Gold investors can stop worrying. Despite recent chatter, interest rate tinkering at the Federal Reserve is not driving the price of gold.
That said, it’s easy to understand the confusion…
The price of gold dropped to a three-week low after the Fed released the minutes of its April meeting on May 18, suggesting it may lift interest rates in June. If U.S. employment figures are strong and inflation moves closer to the Fed’s 2 percent target, the U.S. central bank may raise the federal funds rate (the rate it charges to lend money to other U.S. banks). As you likely know, the Fed raised its benchmark rate last December for the first time since 2006.
On Friday, Federal Reserve Chairwoman Janet Yellen hinted again at higher rates, saying a rate hike would likely be appropriate “in the coming months.” If it is a similar hike to December’s, that means it will rise another quarter of a percentage point leaving the rate in a range of 0.5 – 0.75 percent – still very low.
Gold is now down 6.3 percent from the 2016 high it hit on May 2. Even the so-called “smart money” is pulling back a bit from gold in anticipation of higher interest rates. Earlier this week, Bloomberg reported that hedge funds have cut their gold holdings since January.
However, the truth is, a possible June rate hike is not the real reason gold prices have dropped. Gold dropped because higher rates would strengthen the U.S. dollar.
You see, when the Fed lifts interest rates, investors buy more U.S. dollars – because those dollars (after an interest rate hike) pay more interest. Gold, on the other hand, does not pay any interest. So, when investors can earn more holding other low-risk assets like the U.S. dollar, gold prices suffer. But that’s about the only way the Federal Reserve can influence gold prices.
Historically, gold prices move independently of the Fed’s actions
The chart below shows the federal funds rate and gold prices since 1976. There were seven periods of significant interest rate hikes over this 40-year stretch. For three of those periods, gold prices dropped for roughly the two years after the rate hikes began. During one set of hikes, gold prices stayed relatively flat. And, during the three other periods, gold prices increased along with interest rates.
Note that, in the late 1970s, when gold prices climbed with interest rates, the climb coincided with an ongoing gold bull market. Gold prices rose 118 percent in the two years after the Fed started that series of rate hikes.
Something similar happened after the Fed began lifting rates in 2004. One year later, gold prices were up 11 percent. Two years later, they were up 57 percent.
But, overall, gold does not necessarily go one way or another when the Fed raises rates.
You can see this non-pattern in the neutral correlation between the federal funds rate and the price of gold. Correlation measures the relationship between two or more assets, on a scale of positive 1 to negative 1. When two assets have a positive correlation (approaching 1), they tend to move in the same direction at about the same time. When they have a negative correlation (approaching -1), they tend to move in opposite directions.
A strong positive or negative correlation doesn’t mean one asset causes the other to move. It just means one asset usually goes up or down when the other goes up or down. A correlation of, or close to, zero means two assets move independently.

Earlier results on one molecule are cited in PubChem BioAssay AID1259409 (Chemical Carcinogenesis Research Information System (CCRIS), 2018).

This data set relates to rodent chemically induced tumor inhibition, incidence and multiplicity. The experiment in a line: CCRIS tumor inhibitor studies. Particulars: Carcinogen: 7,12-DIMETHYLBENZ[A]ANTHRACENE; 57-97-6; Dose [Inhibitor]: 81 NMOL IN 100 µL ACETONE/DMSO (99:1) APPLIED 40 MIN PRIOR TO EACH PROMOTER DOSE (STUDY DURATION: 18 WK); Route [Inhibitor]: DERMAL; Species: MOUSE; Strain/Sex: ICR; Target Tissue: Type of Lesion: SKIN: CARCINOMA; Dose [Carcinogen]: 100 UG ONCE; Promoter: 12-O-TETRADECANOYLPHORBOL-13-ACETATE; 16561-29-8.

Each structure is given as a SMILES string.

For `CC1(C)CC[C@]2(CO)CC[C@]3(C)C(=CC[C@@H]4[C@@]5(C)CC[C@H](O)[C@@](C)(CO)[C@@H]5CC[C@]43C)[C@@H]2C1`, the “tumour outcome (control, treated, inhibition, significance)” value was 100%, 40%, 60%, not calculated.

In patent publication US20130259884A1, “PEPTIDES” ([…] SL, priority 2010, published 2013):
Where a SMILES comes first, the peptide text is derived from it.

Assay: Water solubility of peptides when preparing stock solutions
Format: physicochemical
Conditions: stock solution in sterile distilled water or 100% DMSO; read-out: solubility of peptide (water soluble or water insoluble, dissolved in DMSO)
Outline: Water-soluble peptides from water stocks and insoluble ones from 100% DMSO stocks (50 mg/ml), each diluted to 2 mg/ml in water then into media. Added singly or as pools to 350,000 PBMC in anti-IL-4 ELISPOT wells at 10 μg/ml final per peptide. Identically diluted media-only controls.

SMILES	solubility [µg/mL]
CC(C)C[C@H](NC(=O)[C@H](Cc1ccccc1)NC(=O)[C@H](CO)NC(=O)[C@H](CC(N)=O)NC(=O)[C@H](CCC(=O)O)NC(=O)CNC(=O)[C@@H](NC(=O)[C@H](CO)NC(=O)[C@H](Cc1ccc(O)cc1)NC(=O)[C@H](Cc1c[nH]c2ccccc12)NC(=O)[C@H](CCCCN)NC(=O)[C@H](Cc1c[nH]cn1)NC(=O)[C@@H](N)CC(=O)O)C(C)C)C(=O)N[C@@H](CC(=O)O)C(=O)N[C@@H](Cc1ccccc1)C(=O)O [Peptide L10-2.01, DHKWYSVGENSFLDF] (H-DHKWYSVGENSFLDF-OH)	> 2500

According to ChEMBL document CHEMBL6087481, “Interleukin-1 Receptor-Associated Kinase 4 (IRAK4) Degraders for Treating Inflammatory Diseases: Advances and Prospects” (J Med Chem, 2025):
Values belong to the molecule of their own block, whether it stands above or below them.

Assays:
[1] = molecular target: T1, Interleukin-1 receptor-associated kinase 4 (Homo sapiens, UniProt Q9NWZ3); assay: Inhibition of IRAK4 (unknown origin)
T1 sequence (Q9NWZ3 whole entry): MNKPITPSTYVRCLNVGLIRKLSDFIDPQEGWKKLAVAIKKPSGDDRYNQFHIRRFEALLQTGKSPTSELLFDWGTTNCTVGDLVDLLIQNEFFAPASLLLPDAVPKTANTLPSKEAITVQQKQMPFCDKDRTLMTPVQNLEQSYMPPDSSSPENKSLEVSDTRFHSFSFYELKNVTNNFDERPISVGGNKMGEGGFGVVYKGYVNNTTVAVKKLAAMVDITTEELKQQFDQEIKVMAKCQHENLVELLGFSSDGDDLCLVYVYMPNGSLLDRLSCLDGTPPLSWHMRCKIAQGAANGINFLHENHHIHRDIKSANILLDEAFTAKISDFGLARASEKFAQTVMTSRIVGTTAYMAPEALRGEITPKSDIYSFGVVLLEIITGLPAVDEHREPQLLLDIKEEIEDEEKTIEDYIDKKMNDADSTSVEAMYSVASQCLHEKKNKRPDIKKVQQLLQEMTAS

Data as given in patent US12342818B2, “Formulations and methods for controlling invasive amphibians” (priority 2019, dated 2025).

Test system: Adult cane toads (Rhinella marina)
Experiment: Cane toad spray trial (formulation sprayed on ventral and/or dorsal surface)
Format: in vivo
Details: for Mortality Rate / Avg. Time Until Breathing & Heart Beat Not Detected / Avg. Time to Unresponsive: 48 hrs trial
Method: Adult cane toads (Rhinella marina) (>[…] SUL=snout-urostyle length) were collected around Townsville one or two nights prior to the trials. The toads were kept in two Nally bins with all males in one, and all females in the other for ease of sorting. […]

As you’ll see in the following chart, the correlation between gold prices and the federal funds rate is weak. While it’s increased slightly over the past five years, it usually hovers near zero. (The federal funds rate is not an asset, but we can still measure its correlation to the price of assets like gold).
The strength or weakness of the U.S. dollar – measured here by the U.S. dollar index, which tracks the dollar against other major currencies – is a strong indicator of gold’s next move.
As you can see in the chart below, gold prices and the U.S. dollar have a strong negative correlation. Historically, it lingers near -0.4. That means that when the value of the dollar goes up, gold prices tend to go down, and vice versa.
This strong negative correlation is apparent when you look at their long-term price histories. The next chart shows the U.S. dollar and gold prices over the past 40 years. Notice how gold prices (in red) tend to go up when the value of the U.S. dollar (in black) goes down.
When gold prices climbed in the late 1970s, the U.S. dollar was struggling compared to other major currencies. Then, as the dollar climbed 88 percent higher from June 1980 to February 1985, gold prices fell 56 percent.
When the U.S. dollar started falling in 2002, gold began a massive bull run. It climbed 55 percent over the next 35 months.
And, as the U.S. dollar climbed 37 percent from April 2011 to November 2015, gold prices were weak, falling 32 percent.
Put simply, if you want to know what gold will do next, forget about the Fed and look at the U.S. dollar.
Regardless of the short-term changes in the price of gold, it’s good to own some anyway. It is one of the best hedges against stock market declines and is viewed as an alternative currency that holds its value.
To get exposure to gold, try the SPDR Gold Shares ETF (Singapore; code: O87), or the Value Gold ETF (Hong Kong; code 3081). Both ETFs own actual physical gold and allow investors to track gold prices. You can also buy the SPDR Gold Trust ETF on the New York Stock Exchange (ticker: GLD).